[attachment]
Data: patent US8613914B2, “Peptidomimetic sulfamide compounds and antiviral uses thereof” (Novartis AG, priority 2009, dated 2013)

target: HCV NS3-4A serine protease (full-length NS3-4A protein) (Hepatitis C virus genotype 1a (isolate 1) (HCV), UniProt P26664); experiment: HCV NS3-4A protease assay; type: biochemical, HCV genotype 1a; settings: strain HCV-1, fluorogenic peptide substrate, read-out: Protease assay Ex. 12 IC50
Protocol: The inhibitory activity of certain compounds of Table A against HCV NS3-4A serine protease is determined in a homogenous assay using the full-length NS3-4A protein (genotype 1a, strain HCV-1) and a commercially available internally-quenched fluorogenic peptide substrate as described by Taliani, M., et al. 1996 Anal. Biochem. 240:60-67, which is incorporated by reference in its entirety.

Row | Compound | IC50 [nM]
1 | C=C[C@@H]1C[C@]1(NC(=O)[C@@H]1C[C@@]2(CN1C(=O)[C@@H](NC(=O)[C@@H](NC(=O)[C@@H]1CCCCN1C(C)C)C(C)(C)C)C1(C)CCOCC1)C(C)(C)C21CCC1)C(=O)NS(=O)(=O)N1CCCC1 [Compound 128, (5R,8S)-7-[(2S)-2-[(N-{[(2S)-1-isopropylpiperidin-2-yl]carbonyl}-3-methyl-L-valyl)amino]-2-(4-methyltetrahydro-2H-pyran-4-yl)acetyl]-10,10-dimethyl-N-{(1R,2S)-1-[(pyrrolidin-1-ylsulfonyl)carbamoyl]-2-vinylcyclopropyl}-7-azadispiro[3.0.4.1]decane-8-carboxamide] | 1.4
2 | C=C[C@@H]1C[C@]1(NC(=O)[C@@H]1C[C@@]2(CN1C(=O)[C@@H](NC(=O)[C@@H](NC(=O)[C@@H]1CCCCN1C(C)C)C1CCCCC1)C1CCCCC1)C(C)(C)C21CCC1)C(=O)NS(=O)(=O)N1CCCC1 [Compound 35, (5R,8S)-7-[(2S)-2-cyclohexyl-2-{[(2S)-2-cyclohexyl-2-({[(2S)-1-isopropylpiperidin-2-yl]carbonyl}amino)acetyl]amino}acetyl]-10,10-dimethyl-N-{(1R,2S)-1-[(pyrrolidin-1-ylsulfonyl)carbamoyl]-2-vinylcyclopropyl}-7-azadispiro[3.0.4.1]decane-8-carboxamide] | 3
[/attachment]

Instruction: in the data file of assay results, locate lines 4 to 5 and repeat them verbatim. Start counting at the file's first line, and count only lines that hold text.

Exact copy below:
Row | Compound | IC50 [nM]
1 | C=C[C@@H]1C[C@]1(NC(=O)[C@@H]1C[C@@]2(CN1C(=O)[C@@H](NC(=O)[C@@H](NC(=O)[C@@H]1CCCCN1C(C)C)C(C)(C)C)C1(C)CCOCC1)C(C)(C)C21CCC1)C(=O)NS(=O)(=O)N1CCCC1 [Compound 128, (5R,8S)-7-[(2S)-2-[(N-{[(2S)-1-isopropylpiperidin-2-yl]carbonyl}-3-methyl-L-valyl)amino]-2-(4-methyltetrahydro-2H-pyran-4-yl)acetyl]-10,10-dimethyl-N-{(1R,2S)-1-[(pyrrolidin-1-ylsulfonyl)carbamoyl]-2-vinylcyclopropyl}-7-azadispiro[3.0.4.1]decane-8-carboxamide] | 1.4